Study Finds Repeated Hits, Not Concussions, Cause CTE
Chronic traumatic encephalopathy can start early and without any signs of concussion.
New research shows that chronic traumatic encephalopathy (CTE) can start early and without any signs of concussion, according to CNN. The disease, which is a lot like Alzheimer’s, has been most commonly associated with former professional football players, but other cases have been seen in military veterans, many of whom have been exposed to roadside bombs and other types of military blasts. Researchers evaluated the brains of four deceased athletes, all ages 17 or 18. All four had died within a day to four months of receiving some sort of sports-related head injury and had a history of playing football. In all four brains, there were already changes to the brain that could be indicators of CTE. These changes included leaky blood vessels and abnormal buildups of the protein tau. Researchers did say that while it seems likely that the recent head injuries could be the source of the brain changes, they cannot prove it. Lee Goldstein, one of the many authors on the study, and his colleagues mimicked the experience of the human brains in mouse models by exposing mice to repeated head trauma like that in football and single blast head trauma, similar to military combat. The researchers found similar pathologies in both the mouse and the human brain, reports CNN, regardless of the type of blast exposure they experienced.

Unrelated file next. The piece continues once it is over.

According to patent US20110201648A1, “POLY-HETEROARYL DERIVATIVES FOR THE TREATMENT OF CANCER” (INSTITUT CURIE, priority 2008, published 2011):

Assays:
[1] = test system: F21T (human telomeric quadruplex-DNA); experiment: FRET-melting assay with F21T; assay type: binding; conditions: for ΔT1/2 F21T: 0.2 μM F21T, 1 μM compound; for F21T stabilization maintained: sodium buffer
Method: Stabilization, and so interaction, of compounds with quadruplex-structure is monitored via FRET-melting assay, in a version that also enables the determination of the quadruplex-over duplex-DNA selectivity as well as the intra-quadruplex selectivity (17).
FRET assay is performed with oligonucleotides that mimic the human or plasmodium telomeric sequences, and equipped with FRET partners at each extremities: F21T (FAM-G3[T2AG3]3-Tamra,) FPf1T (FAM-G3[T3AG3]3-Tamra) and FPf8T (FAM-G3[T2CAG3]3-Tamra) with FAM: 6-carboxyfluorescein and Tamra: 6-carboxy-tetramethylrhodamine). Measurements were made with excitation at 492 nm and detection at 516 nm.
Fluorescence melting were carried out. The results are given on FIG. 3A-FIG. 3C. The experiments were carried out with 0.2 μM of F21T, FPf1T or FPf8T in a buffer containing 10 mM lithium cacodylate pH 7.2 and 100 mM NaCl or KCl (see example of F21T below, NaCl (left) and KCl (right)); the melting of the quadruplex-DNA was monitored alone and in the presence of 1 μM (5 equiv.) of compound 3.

“I think [this research] really reinforces, as we have suspected, [the idea] that it’s not concussion per se, it’s the exposure to multiple head impacts,” said Dr. Julian Bailes, the director of neurosurgery and co-director of NorthShore University HealthSystem Neurological Institute, who was not involved in the study, according to CNN.
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